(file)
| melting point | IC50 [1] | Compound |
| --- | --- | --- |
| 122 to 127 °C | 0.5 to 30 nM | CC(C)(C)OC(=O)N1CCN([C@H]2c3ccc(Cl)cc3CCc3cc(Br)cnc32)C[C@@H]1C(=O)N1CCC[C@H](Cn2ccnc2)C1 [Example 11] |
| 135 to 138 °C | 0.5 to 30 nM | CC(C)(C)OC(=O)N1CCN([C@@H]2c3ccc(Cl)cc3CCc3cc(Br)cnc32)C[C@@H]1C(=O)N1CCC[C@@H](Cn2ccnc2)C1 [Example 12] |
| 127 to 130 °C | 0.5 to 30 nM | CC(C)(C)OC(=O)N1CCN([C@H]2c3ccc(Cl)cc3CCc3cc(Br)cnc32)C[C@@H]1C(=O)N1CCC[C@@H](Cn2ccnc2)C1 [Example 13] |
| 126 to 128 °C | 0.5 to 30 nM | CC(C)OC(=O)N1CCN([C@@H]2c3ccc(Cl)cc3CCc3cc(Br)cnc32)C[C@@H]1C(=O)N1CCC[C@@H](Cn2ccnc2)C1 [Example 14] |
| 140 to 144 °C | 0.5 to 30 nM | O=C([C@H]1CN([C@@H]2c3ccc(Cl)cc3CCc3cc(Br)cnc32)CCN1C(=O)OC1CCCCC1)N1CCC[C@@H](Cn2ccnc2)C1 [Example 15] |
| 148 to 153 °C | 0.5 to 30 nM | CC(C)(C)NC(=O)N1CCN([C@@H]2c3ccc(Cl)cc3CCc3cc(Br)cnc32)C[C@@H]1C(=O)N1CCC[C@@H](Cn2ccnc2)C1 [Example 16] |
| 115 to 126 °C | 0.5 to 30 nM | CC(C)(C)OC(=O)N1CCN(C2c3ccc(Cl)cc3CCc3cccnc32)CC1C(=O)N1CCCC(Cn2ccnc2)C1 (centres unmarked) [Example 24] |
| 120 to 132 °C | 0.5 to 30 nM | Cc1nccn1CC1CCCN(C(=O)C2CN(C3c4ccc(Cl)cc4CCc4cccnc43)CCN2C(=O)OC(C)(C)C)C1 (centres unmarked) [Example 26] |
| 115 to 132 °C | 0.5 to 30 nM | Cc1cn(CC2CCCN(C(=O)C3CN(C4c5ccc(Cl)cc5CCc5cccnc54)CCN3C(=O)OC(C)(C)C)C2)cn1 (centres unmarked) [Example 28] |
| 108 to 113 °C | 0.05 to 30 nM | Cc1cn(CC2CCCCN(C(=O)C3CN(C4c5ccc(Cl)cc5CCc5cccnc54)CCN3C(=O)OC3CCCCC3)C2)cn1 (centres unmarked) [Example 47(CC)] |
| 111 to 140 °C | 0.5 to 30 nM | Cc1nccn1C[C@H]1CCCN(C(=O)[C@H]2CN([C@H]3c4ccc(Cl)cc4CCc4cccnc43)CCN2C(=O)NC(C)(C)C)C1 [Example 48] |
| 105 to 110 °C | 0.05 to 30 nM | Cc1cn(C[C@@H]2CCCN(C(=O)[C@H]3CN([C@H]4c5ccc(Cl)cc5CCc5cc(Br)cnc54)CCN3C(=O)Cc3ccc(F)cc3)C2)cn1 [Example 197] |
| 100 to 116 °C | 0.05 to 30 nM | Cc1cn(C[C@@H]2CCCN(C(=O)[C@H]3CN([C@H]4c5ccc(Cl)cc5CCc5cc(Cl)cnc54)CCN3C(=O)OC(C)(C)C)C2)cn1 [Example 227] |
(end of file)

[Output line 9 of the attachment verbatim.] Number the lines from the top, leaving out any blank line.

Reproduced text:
| 115 to 126 °C | 0.5 to 30 nM | CC(C)(C)OC(=O)N1CCN(C2c3ccc(Cl)cc3CCc3cccnc32)CC1C(=O)N1CCCC(Cn2ccnc2)C1 (centres unmarked) [Example 24] |